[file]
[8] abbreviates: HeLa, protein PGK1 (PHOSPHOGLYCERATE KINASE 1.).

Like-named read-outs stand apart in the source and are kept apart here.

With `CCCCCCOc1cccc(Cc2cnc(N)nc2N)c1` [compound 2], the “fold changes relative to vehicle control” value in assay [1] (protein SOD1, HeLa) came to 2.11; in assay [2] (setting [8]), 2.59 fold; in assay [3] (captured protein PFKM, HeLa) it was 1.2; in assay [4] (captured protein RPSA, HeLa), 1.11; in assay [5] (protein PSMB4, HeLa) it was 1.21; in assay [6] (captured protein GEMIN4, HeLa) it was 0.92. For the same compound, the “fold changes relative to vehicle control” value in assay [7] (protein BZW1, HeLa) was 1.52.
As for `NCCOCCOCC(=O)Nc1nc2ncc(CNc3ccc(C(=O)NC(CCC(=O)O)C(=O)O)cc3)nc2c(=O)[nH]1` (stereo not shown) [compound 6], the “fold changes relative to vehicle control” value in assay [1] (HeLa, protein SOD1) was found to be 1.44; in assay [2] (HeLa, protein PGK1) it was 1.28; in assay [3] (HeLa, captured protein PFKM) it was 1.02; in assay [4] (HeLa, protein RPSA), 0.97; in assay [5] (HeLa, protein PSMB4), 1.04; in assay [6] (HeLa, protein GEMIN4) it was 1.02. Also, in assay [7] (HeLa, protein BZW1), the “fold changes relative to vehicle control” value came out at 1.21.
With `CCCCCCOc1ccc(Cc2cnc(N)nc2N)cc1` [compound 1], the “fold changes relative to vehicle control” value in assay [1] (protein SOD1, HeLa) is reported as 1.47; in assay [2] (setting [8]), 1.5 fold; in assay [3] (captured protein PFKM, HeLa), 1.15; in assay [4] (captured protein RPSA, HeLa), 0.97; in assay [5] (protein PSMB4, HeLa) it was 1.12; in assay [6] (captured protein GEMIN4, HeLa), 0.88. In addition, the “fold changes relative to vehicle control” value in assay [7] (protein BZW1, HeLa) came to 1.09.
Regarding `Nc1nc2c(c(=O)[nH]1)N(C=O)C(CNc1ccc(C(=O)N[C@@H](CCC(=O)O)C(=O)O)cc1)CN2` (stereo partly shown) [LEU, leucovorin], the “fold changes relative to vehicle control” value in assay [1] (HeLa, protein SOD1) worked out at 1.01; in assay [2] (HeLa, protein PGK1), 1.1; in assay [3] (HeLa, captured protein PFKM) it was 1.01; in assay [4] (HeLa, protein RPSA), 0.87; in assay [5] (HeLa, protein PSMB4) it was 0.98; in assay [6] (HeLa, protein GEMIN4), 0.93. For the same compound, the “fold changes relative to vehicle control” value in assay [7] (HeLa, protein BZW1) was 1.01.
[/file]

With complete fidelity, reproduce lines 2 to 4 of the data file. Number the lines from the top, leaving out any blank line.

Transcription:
Like-named read-outs stand apart in the source and are kept apart here.

With `CCCCCCOc1cccc(Cc2cnc(N)nc2N)c1` [compound 2], the “fold changes relative to vehicle control” value in assay [1] (protein SOD1, HeLa) came to 2.11; in assay [2] (setting [8]), 2.59 fold; in assay [3] (captured protein PFKM, HeLa) it was 1.2; in assay [4] (captured protein RPSA, HeLa), 1.11; in assay [5] (protein PSMB4, HeLa) it was 1.21; in assay [6] (captured protein GEMIN4, HeLa) it was 0.92. For the same compound, the “fold changes relative to vehicle control” value in assay [7] (protein BZW1, HeLa) was 1.52.
As for `NCCOCCOCC(=O)Nc1nc2ncc(CNc3ccc(C(=O)NC(CCC(=O)O)C(=O)O)cc3)nc2c(=O)[nH]1` (stereo not shown) [compound 6], the “fold changes relative to vehicle control” value in assay [1] (HeLa, protein SOD1) was found to be 1.44; in assay [2] (HeLa, protein PGK1) it was 1.28; in assay [3] (HeLa, captured protein PFKM) it was 1.02; in assay [4] (HeLa, protein RPSA), 0.97; in assay [5] (HeLa, protein PSMB4), 1.04; in assay [6] (HeLa, protein GEMIN4) it was 1.02. Also, in assay [7] (HeLa, protein BZW1), the “fold changes relative to vehicle control” value came out at 1.21.